ESV - 23 If you forgive the sins of any, they are forgiven them; if you withhold forgiveness from any, it is withheld.
For follow-up discussion and general commentary on the topic. Comments are sorted chronologically.
Mr. Houdmann, although I appreciate all the insights you provided and agree with ALL you said I do not see that you answered the question. Your position was that God the Father (and obviously Jesus as His son as He is God) have the power to forgive sin. But this verse SEEMS to delegate that authority to the disciples which would conflict with our idea that only GOD/JESUS can forgive sin. Can you provide more explanation with THAT in mind and not just God's authority to forgive sin? THANKS!!!
I often wondered about the reference to forgive 7 times 70, or 490 times. I do not think we get a "pass" when, or if, we ever get to number 491. Neither do I believe it was a ceiling set so high that I would never have the opportunity to get to 491. I believe it could be a reference to the seventy weeks (of years) found in Daniel 9:24 regarding the end of times, The point is that God will judge all at the end of time, and I am never to withhold forgiveness, not ever.
In seeking to understand any scripture I look at what the context is, the intent of the writer, and ask what the Church Fathers had to say about the scripture. After all, these were the men who were taught by the ones who wrote the New Testament. I also look at what the Church teaches about a given Scripture as Peter tells us that no Scripture is of private interpretation.
Let’s look at the context. Jesus is speaking to the Apostles. He is not speaking to anyone else, as this is a closed session He is having with the Disciples specifically. Note that although He had met with many others since His Resurrection He did not make this statement to any of them. He only made the statement to the Disciples specifically. But why would Jesus give the Apostles authority to forgive or withhold forgiveness?
Let’s now look at the Church Fathers to find the answer. When I refer to the Church Fathers I tend to speak generally, because the evidence of what they had to say on various matters is so abundant that there is not enough space to possibly quote them fairly. I encourage you to research what the Fathers had to say on this particular issue. What I can say is that they repeatedly spoke of the incarnation of Jesus, and that since His incarnation God has bound Himself to humanity in such a way that He acts through humans to accomplish His will. Therefore, on this matter of what Jesus was saying and doing in this passage is that He was giving His authority to the Apostles to either forgive people’s sins or withhold forgiveness. We are the body of Christ and it is through the leaders of that body that He has given this authority. Therefore, the Fathers teach that with this passage and also where Jesus on another occasion gives the Church the authority to loose or bind, we must obtain forgiveness of sins through the apostles. This does not in anyway take away form Jesus and His sacrifice. So, how do you obtain this forgiveness and does it take away from Jesus by obtaining it through the authority of the Apostles?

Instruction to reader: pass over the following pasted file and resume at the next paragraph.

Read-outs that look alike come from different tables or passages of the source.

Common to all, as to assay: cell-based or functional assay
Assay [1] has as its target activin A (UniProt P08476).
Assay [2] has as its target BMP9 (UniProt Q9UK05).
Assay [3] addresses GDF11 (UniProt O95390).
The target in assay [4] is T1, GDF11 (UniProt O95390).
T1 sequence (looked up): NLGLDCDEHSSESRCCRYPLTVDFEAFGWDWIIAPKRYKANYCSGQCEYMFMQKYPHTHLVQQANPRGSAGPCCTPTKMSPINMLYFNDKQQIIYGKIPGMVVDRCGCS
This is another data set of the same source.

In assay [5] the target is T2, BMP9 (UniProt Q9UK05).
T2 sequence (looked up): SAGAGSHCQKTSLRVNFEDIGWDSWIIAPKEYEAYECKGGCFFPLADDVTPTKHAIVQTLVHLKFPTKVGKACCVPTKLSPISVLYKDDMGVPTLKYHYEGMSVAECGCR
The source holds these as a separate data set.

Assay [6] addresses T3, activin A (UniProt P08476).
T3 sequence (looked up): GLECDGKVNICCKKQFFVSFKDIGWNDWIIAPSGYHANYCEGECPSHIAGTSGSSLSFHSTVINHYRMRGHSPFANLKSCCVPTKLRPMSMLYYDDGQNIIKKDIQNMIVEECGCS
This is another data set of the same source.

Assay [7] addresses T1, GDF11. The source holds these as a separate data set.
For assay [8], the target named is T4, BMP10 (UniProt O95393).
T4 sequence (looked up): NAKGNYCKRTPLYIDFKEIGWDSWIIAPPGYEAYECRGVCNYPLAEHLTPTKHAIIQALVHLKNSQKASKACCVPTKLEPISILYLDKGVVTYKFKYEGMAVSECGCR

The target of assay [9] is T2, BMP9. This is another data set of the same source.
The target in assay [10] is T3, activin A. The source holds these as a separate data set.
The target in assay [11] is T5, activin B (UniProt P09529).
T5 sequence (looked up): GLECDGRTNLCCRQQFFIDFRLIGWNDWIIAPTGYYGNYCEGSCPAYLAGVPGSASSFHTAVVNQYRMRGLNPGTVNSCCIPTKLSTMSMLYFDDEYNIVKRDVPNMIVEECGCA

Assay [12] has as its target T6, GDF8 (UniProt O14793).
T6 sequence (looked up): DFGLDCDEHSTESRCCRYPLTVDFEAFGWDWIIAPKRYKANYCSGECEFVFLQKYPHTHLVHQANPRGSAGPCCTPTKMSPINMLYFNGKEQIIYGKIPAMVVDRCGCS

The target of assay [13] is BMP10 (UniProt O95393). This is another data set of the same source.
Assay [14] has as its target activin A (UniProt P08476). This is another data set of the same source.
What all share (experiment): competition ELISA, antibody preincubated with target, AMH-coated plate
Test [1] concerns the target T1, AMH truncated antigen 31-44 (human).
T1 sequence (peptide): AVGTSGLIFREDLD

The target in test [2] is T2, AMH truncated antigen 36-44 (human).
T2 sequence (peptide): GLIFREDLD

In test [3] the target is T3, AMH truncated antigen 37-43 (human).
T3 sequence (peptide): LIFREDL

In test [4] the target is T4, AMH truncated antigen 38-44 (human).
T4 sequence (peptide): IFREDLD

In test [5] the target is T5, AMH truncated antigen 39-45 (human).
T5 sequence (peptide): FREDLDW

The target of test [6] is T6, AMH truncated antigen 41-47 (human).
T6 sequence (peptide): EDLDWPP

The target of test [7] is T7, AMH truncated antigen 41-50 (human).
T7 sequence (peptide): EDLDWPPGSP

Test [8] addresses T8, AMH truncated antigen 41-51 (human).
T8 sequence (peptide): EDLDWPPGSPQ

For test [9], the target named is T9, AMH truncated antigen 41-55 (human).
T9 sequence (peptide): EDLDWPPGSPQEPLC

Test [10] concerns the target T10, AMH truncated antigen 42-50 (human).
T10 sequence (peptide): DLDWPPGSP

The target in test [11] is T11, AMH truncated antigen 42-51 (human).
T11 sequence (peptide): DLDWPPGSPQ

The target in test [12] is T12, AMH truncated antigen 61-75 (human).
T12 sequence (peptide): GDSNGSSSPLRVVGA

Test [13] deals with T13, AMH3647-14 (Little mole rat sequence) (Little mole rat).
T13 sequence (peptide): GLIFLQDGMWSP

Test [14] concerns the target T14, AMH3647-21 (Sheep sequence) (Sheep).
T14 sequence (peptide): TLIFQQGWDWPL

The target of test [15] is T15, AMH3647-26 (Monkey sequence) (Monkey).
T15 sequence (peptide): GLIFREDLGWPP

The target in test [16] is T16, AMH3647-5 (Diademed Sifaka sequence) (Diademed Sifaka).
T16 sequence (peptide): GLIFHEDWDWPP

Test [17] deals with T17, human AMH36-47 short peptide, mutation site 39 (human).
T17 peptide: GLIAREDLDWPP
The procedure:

Let us now look at what the Church teaches. Since Scripture is not of private interpretation the Church has settled clearly for the last 2,000 what Jesus is doing here. He is giving His authority to the Apostles to forgive sins before He returns to heaven. As humans we are both spiritual and physical beings. So, God has given us His spiritual presence, but also His physical presence in the Apostles. As for the question I asked above, the Church settled long ago from it’s beginning that in order to obtain forgiveness of sins one must do so through the Sacrament of Reconciliation (often known as Confession). After all, how can the Apostles know whether or not to forgive sins if they don’t know what the sins are and what the attitude of our heart is toward our sin? In this passage Christ is giving us this Sacrament as an ongoing gift. Keep in mind that we sin daily and therefore need to confess our sins regularly. But we have a problem. The Apostles died long ago, and it is impossible for the Apostles to hear everyone’s sins. So, from the beginning (there is overwhelming documented evidence of this) the Church gave it’s authority to the local bishops to carry this out, and the bishops, not being able to hear everyone’s confession, gave the authority to the priests in each church. Again, the evidence is there that the authority of the Apostles has been historically carried through the Popes and Bishops. That is how the Church interprets this passage and how She carries out this call from Christ.
But doesn’t this take away from Christ? No! If it does then Christ would not have given the Apostles His authority to forgive sins. When a priest is carrying out this duty he is acting ‘persona Christi’- ‘in the person of Christ’. Jesus returned to heaven, so He gave us physical leaders to act in His ‘person’ to carry out His work after He returned to Heaven.
I know that this is wordy, but I am trying to get a big concept in a few words.
On the condition that the unsaved will trust in Jesus Christ, we can definitively proclaim to them that their transgressions have been pardoned, however, we are not the ones who give absolution. My answer is based on the Greek text.
1 John 1:8,9 "If we say that we have no sin, we deceive ourselves, and the truth is not in US. If we confess our sins, He is faithful and just to forgive us our sins and to cleanse us from all righteousness."
Proverbs 28:13, "He who covers his sins will not prosper, but whoever confesses and forsakes them will have mercy."
When Jesus died on the cross, the veil was torn from top to bottom! We have direct access to the throne of God. AMEN!